The dark night wrests control out of our clenched fists, calling us to surrender to Him. I carry with me a thousand “security” tethers — from thick ropes to fragile threads — that keep me safely in control, at liberty to constrain God’s freedom within me. For John, contemplation is when we finally abandon control of our prayer and embrace whatever He wishes to do. I realize to abandon is consent, a fiat to Fire, a Yes to the God who takes no bribes.

He’s so interior to me. He knows the slightest movement of my heart, is more interior to me than the very act of existence, as He gives me existence at every nanosecond. It’s unnerving, especially in this vast ocean of silence [I had no TV, radio, Internet, iPhone]. In silence you feel your addictions screaming for a fix.

Within and without, I am beset by trials and hardships, irritations and inconveniences, cravings and compulsions, worries and fears, disappointments and distractions, dryness and blah blah blah. I am consumed with myself. This “buzzing, blooming noise” keeps me from attentiveness to the here, from mindfulness of the now, from worthy ingestion of the Sacrament of the present moment. There God tears the veil, runs wildly about, seeks out slaves to free. To consume that Sacrament is to ingest eternal love. Only here, only now, God is about the business of His jubilee, shattering chains, severing the threads and slashing the ropes, so I might be free…

…to loose the bonds of injustice,
to undo the thongs of the yoke,
to let the oppressed go free,
and to break every yoke.
To share my bread with the hungry,
and bring the homeless poor into my house;
when I see the naked, to cover them,
and not to hide myself from my own kin. (cf Isaiah 58:6-7)

In other words, I want to be free to receive love so to be free to love. My spiritual director said to me the last time I spoke with him before his death: “I have a secret. I want to die poor. Go to God empty handed. I asked God for this in Assisi after I was ordained. Not because I’ll have nothing to offer Him, but because the only worthy return is spending what I was given.” Dispossessed by love. “And when Jesus entered Peter’s house, he saw his mother-in-law lying sick with a fever; he touched her hand, and the fever left her, and she rose and served him” (Matt. 8:14-15).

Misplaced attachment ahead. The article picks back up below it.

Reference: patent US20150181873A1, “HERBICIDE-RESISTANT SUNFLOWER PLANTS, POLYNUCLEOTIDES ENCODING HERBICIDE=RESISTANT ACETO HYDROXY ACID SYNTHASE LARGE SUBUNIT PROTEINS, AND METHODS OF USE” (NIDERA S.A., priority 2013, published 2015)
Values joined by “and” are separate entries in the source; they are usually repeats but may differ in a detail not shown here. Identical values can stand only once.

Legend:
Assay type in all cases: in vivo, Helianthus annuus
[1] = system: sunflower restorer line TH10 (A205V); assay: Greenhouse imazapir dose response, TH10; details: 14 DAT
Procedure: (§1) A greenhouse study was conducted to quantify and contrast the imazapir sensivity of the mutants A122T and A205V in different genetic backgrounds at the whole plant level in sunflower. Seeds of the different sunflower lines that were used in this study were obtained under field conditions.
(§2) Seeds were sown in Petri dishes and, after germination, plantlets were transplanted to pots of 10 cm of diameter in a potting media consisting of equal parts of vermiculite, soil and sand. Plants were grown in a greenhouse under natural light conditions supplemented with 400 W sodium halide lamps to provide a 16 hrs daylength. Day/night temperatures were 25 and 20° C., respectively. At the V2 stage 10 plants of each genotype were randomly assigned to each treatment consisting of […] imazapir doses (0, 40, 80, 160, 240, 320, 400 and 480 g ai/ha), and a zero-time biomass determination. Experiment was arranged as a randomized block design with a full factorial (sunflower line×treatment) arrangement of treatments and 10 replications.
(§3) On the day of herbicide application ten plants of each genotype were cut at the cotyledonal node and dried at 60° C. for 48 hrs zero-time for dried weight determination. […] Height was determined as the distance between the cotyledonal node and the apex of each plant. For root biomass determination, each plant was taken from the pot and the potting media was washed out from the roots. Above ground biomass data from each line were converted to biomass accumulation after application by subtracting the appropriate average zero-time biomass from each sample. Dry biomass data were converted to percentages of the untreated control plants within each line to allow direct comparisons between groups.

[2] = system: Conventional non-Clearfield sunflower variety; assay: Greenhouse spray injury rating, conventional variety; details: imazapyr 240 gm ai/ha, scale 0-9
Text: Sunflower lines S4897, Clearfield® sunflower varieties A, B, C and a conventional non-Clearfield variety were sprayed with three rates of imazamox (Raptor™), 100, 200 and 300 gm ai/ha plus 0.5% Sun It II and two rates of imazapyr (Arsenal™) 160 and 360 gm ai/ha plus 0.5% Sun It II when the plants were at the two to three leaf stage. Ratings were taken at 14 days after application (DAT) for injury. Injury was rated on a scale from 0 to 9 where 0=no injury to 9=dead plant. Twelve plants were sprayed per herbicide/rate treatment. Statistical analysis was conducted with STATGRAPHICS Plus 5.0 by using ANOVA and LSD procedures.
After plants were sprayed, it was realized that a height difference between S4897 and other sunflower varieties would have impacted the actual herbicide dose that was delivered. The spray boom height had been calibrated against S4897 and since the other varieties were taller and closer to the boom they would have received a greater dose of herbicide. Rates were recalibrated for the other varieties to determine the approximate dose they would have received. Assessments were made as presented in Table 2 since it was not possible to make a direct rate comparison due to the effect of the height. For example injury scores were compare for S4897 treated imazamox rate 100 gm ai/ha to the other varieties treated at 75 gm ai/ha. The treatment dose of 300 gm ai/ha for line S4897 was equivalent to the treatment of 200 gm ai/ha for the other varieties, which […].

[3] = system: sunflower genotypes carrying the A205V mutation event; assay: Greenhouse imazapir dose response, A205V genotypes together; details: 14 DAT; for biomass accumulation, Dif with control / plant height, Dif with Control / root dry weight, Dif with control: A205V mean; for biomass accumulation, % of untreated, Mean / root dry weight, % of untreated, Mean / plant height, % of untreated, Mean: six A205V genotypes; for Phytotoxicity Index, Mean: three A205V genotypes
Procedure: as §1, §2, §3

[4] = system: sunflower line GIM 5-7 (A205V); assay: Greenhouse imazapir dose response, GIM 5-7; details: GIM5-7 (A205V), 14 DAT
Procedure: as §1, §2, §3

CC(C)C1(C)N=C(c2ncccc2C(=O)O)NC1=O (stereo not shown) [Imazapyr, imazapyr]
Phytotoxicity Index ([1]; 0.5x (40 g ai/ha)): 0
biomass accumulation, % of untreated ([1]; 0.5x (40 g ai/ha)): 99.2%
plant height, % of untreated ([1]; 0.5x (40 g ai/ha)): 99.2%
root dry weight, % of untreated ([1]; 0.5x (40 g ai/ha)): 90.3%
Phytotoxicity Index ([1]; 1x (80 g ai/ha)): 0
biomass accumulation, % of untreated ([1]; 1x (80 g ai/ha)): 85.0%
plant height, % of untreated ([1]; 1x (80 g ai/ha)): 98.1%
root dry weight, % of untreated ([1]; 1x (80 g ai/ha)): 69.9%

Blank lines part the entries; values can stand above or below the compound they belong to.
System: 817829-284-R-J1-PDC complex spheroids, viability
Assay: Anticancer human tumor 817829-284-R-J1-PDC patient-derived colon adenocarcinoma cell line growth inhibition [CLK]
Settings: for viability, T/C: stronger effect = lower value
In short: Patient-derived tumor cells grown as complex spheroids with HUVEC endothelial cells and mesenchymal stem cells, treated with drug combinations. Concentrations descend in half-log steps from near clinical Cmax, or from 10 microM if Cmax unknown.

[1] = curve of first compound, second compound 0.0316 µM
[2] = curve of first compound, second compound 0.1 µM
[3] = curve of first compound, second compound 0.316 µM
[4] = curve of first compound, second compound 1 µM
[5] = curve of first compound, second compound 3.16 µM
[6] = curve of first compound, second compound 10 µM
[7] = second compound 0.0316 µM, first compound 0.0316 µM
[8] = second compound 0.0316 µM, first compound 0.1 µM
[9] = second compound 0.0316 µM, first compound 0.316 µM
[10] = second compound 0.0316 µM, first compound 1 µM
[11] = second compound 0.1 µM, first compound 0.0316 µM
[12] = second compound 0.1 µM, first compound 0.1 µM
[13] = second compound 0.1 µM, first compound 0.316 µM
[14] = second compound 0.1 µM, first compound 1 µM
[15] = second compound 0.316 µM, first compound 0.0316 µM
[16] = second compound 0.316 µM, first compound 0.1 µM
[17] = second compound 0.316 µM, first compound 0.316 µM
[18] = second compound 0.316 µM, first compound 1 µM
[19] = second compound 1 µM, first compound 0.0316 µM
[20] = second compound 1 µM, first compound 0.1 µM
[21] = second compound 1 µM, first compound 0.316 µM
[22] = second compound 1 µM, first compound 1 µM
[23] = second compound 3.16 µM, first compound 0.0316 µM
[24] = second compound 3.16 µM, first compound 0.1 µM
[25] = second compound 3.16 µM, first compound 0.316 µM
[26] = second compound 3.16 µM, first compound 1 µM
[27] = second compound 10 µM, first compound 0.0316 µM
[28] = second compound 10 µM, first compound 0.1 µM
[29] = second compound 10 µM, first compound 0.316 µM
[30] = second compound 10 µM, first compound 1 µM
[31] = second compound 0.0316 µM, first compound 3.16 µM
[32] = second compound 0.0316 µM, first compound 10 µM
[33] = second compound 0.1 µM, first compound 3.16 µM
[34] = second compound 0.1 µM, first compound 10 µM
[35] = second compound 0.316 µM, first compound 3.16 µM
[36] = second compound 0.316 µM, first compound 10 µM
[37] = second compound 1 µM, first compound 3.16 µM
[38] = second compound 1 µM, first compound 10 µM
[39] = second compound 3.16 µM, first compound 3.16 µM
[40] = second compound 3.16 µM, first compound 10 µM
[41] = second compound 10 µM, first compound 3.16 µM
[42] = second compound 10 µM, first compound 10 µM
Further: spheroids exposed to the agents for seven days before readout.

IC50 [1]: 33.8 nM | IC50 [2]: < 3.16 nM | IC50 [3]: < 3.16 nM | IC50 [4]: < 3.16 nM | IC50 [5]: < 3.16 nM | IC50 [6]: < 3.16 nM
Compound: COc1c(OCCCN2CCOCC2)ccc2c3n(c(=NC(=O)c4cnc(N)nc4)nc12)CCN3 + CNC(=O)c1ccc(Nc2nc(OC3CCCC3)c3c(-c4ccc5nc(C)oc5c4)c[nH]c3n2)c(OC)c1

Someday, after mastering the winds, the waves, the tides and gravity, we shall harness for God the energies of love, and then, for a second time in the history of the world, man will have discovered fire. ― Pierre Teilhard de Chardin

In the dark night of surrender I am liberated to liberate, loved to love, forgiven to forgive, fed to feed, blessed to bless, filled to empty, enlightened to illumine, enriched to enrich, die to become life-giving.

Really to make that total surrender, we need the freedom of poverty, and we must experience the joy of poverty, that freedom, that having nothing in possessing. It is extraordinary how God uses us when we have nothing and how He penetrates the souls of people when He draws them to Himself when they have nothing. — Mother Teresa

Yet I am so far, O Lord. Caught up, bound up. Clinging, clenching. Sing in me a new song of Freedom. Amen.

Basil and Gregory

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After Tuesday my posting will be sporadic as work resumes and my Christmas writing spree ends. It’s been a joy to have the inner freedom these last weeks to post!

Today is the memorial of Saints Basil the Great (+379) and Gregory Nazianzen (+389), who were both brilliant theologians, bishops and close friends. Here’s a nugget of wisdom from each for you to much on today:

Give something, however small, to the one in need. For it is not small to one who has nothing. Neither is it small to God, if we have given what we could. Seek to distinguish yourself from others only in your generosity. Be like gods to the poor, imitating God’s mercy. Humanity has nothing so much in common with God as the ability to do good. Let us become like Christ, since Christ became like us. He assumed the worse that He might give us the better; He became poor that we through His poverty might be rich. — St. Gregory Nazianzen

When you sit down to eat, pray. When you eat bread, do so thanking Him for being so generous to you. If you drink wine, be mindful of Him who has given it to you for your pleasure and as a relief in sickness. When you dress, thank Him for His kindness in providing you with clothes. When you look at the sky and the beauty of the stars, throw yourself at God’s feet and adore Him who in His wisdom has arranged things in this way. Similarly, when the sun goes down and when it rises, when you are asleep or awake, give thanks to God, who created and arranged all things for your benefit, to have you know, love and praise their Creator. — St. Basil the Great

Unsung heroes

Not everyone who says to me, ‘Lord, Lord,’ shall enter the kingdom of heaven, but he who does the will of my Father who is in heaven (Matt. 7:21).

This month I heard three stories that I had to share here. People like these, and countless others, are among the sweetest fruits of the Incarnation. I told a seminarian the other day that one of his gravest duties as a priest will be to notice the hidden greatness in such people, and encourage them.

The first story I was not able to get permission to recount, but it seemed general enough to share without compromising privacy. The second and third I did ask permission to share.

My wife met a man recently who is in his 70’s. He told her all about his wife. She has Parkinson’s and he cares for her at home. He said it’s a 24/7 commitment, but that’s “what I signed up for when I said ‘I do’”. He apologized to Patti after about 30 minutes of talking. “I’m sorry, I know you have to go. Thank you for listening.”